Relationship post-mortems work well amongst friends because they know the backstory and have likely met the person and seen you together. They know the history and can judge when you’re being dramatic, have just cause to be upset, or are justified in trashing (or praising) someone. But in the absence of any other context, it’s dangerous to judge people based on “reviews.” People are not products, and while I spend a lot of my time observing other people’s language, expressions and actions and drawing my own conclusions, I fully admit that those are just my own conclusions.

According to their press release, Exrated.co “empowers singles by giving them character reviews of potential dates, including pros and cons from punctuality to looks to generosity, grooming and more.” I’m all for empowerment, and am aware that there are problems, especially when using online dating sites, of using only self-reported data. People can sound and look a lot more exciting and compatible when they’re “only” data, and in person the chemistry may not be there, but you won’t ever truly know that until you investigate. What’s to say they haven’t made themselves over, learned from their past failures? And who’s to say that one person’s taste is equal to another’s?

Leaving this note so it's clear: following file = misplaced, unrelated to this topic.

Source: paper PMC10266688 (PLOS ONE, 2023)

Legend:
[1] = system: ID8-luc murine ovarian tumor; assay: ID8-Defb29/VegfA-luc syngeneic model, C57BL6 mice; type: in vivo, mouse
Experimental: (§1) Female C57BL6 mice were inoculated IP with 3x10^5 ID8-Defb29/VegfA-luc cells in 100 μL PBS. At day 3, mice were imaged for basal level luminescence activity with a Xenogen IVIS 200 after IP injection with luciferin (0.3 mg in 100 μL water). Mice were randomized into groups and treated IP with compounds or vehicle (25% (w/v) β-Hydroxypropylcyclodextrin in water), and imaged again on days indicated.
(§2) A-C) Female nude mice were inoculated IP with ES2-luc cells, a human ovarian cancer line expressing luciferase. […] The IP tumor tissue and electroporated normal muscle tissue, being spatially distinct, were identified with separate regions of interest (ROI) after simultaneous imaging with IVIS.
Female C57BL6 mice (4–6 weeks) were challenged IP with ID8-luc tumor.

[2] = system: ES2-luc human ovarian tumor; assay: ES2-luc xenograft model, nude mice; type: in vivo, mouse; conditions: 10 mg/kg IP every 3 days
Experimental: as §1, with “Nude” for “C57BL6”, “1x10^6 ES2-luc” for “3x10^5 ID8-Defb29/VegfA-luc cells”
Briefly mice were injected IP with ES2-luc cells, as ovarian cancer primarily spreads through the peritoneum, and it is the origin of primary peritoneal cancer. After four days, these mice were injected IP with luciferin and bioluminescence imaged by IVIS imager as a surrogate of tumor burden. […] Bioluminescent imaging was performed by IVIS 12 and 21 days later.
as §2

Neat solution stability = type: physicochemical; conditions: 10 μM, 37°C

“Forewarned is forearmed!” screams the headline of the press release. The thing is, I don’t want to be forewarned. I want to take my chances. I’ve resisted asking a friend about a mutual friend I’m interested in, not only because it might put the first friend in an awkward position, but also because they might tell me something that either builds up my hopes or turns me off the person before I’ve even had a proper conversation with them.

If anything, being so open online via writing and blogging and social media has taught me that judging people is easy, and, to a degree, natural, based on bits and pieces of their lives, but ultimately it’s a lazy way of forming opinions. Whatever you unearth in your research is never going to be the final answer because life isn’t a test with a letter grade at the end of it. You don’t “win” by meeting the perfect person, and even someone who got high marks from everyone they’d ever encountered could still turn out to be someone who makes you want to vomit.


http://www.edenfantasys.com